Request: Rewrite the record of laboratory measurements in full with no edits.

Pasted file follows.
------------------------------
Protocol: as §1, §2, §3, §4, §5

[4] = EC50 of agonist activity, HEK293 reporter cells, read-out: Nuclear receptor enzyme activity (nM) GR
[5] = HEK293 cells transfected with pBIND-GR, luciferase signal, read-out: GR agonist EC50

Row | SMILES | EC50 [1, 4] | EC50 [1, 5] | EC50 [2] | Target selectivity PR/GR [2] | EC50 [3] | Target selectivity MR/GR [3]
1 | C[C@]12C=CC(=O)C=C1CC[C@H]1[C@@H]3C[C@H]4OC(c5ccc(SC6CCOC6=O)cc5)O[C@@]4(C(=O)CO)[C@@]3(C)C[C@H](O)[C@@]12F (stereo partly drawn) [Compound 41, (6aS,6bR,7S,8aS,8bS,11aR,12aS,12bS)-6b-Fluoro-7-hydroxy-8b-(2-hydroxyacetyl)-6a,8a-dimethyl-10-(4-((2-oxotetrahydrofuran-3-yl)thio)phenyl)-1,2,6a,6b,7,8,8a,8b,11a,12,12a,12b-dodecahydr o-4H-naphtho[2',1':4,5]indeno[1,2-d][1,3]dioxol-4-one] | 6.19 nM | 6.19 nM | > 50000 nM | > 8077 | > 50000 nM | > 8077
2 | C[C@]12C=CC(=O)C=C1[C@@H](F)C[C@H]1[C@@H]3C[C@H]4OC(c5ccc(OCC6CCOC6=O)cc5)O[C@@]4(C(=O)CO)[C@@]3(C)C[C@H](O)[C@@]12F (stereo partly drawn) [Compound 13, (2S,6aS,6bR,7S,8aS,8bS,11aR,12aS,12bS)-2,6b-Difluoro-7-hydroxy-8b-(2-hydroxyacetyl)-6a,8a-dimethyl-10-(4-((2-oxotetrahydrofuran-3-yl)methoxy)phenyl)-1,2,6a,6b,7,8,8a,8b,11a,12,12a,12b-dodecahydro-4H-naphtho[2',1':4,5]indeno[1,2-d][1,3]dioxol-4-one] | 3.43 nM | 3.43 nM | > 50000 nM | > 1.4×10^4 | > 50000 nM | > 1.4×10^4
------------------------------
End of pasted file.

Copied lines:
Protocol: as §1, §2, §3, §4, §5

[4] = EC50 of agonist activity, HEK293 reporter cells, read-out: Nuclear receptor enzyme activity (nM) GR
[5] = HEK293 cells transfected with pBIND-GR, luciferase signal, read-out: GR agonist EC50

Row | SMILES | EC50 [1, 4] | EC50 [1, 5] | EC50 [2] | Target selectivity PR/GR [2] | EC50 [3] | Target selectivity MR/GR [3]
1 | C[C@]12C=CC(=O)C=C1CC[C@H]1[C@@H]3C[C@H]4OC(c5ccc(SC6CCOC6=O)cc5)O[C@@]4(C(=O)CO)[C@@]3(C)C[C@H](O)[C@@]12F (stereo partly drawn) [Compound 41, (6aS,6bR,7S,8aS,8bS,11aR,12aS,12bS)-6b-Fluoro-7-hydroxy-8b-(2-hydroxyacetyl)-6a,8a-dimethyl-10-(4-((2-oxotetrahydrofuran-3-yl)thio)phenyl)-1,2,6a,6b,7,8,8a,8b,11a,12,12a,12b-dodecahydr o-4H-naphtho[2',1':4,5]indeno[1,2-d][1,3]dioxol-4-one] | 6.19 nM | 6.19 nM | > 50000 nM | > 8077 | > 50000 nM | > 8077
2 | C[C@]12C=CC(=O)C=C1[C@@H](F)C[C@H]1[C@@H]3C[C@H]4OC(c5ccc(OCC6CCOC6=O)cc5)O[C@@]4(C(=O)CO)[C@@]3(C)C[C@H](O)[C@@]12F (stereo partly drawn) [Compound 13, (2S,6aS,6bR,7S,8aS,8bS,11aR,12aS,12bS)-2,6b-Difluoro-7-hydroxy-8b-(2-hydroxyacetyl)-6a,8a-dimethyl-10-(4-((2-oxotetrahydrofuran-3-yl)methoxy)phenyl)-1,2,6a,6b,7,8,8a,8b,11a,12,12a,12b-dodecahydro-4H-naphtho[2',1':4,5]indeno[1,2-d][1,3]dioxol-4-one] | 3.43 nM | 3.43 nM | > 50000 nM | > 1.4×10^4 | > 50000 nM | > 1.4×10^4